CC + tutorial: The Eastern Mediterranean World: from Justinian to Muhammad

Course Description: 

Credits: 4.0 (with tutorial), 2.0 (without tutorial)

TA: Dan Knox

This class, with its associated readings and tutorial, will introduce students to recent developments in the study of the late antique eastern Mediterranean. These developments have revised the periodisation, historiography, interpretation, and geographical remit of Late Antiquity, and challenged more traditional approaches to the period. There are two components to the course; the second is highly recommended, but is not obligatory. The first will consist of classes, during which the instructors introduce the theme of the different sessions consecutively; this is followed by a class discussion of the theme and the readings assigned. The second component will go deeper into the primary sources.

Learning Outcomes: 

The purpose of the class is to provide an overview of the “late” Late Antiquity in the eastern Mediterranean – to situate the (eastern) Christian Roman Empire within its context and discuss the rise of Islam within the framework of Late Antiquity. Taking the class will enable students to critically analyze primary sources concerning political, ecclesiastical and military developments and events. Especially the lectures will introduce seminal classics as well as the most recent scholarship concerning debates of periodization etc. Students will be made aware of the various assessments of the development of Christian doctrine and debates in the 5th and 6th century up to the rise of Islam.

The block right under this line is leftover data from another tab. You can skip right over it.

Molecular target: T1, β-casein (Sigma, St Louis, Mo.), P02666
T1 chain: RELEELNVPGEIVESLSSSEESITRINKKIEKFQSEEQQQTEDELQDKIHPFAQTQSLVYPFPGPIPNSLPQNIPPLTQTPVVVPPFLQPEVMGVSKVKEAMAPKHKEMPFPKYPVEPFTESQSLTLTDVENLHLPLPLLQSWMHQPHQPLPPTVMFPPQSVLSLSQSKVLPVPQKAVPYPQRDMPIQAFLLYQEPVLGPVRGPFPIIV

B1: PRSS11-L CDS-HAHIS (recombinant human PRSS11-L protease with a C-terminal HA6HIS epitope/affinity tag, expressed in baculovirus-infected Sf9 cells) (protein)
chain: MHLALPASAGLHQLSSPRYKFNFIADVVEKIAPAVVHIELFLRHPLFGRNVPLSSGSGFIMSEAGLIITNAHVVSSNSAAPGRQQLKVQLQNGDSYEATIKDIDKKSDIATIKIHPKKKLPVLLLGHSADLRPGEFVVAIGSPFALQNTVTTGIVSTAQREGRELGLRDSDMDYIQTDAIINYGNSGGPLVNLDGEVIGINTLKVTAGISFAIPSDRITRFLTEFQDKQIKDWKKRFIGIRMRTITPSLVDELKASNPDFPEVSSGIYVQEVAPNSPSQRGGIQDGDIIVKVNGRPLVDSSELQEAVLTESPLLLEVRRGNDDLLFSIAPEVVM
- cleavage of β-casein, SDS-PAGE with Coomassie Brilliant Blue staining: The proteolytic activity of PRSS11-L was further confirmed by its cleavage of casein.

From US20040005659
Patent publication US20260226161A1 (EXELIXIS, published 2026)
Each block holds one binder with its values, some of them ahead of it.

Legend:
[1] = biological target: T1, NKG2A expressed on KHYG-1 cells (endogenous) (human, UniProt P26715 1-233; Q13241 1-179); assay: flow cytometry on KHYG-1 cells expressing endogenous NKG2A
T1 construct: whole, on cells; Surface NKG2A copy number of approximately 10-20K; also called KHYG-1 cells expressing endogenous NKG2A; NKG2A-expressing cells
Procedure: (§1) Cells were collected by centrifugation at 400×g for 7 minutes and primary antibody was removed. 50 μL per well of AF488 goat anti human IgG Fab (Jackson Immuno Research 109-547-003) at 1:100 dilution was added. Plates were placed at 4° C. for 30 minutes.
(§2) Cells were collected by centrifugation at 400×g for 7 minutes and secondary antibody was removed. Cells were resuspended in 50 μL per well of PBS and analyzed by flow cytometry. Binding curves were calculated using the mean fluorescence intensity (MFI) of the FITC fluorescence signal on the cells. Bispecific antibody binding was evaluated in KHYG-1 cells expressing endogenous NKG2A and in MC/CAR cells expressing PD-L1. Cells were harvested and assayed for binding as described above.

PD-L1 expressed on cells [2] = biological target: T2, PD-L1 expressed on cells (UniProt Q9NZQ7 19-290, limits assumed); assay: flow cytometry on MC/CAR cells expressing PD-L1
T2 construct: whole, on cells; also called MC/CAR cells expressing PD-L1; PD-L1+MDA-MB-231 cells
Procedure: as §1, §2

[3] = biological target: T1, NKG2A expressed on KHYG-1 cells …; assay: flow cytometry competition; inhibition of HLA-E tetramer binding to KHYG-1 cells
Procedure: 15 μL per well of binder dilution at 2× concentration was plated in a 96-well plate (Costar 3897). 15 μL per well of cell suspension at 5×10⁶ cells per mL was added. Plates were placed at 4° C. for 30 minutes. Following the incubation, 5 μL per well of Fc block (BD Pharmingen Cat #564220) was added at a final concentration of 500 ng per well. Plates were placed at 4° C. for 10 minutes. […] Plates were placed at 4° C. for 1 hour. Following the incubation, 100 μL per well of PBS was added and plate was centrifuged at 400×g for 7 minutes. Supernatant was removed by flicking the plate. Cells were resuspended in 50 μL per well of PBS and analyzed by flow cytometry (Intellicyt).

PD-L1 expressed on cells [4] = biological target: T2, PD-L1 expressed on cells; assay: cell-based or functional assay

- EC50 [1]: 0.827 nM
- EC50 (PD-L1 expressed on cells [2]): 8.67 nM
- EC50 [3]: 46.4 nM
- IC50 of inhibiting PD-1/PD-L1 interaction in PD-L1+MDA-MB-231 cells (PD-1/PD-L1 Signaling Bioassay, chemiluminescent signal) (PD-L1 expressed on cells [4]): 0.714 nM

Active class participation counts 10 % toward the final grade. Missing more than two classes out of 12 or four out of 24 will result in a failing grade. Students taking this course as core class will be expected, in each session, to offer orally critical summaries and assessments of lectures, reading assignments and class discussions of the previous session (20 %), a mid-term paper of 1,500 words (20 %) and a final term paper (3,000 words) due one week after the end of term, on a topic to be agreed with the instructors (50 %). Students taking this course as an elective for grade will not be required to present a mid-term paper; their final paper will count for 70 %.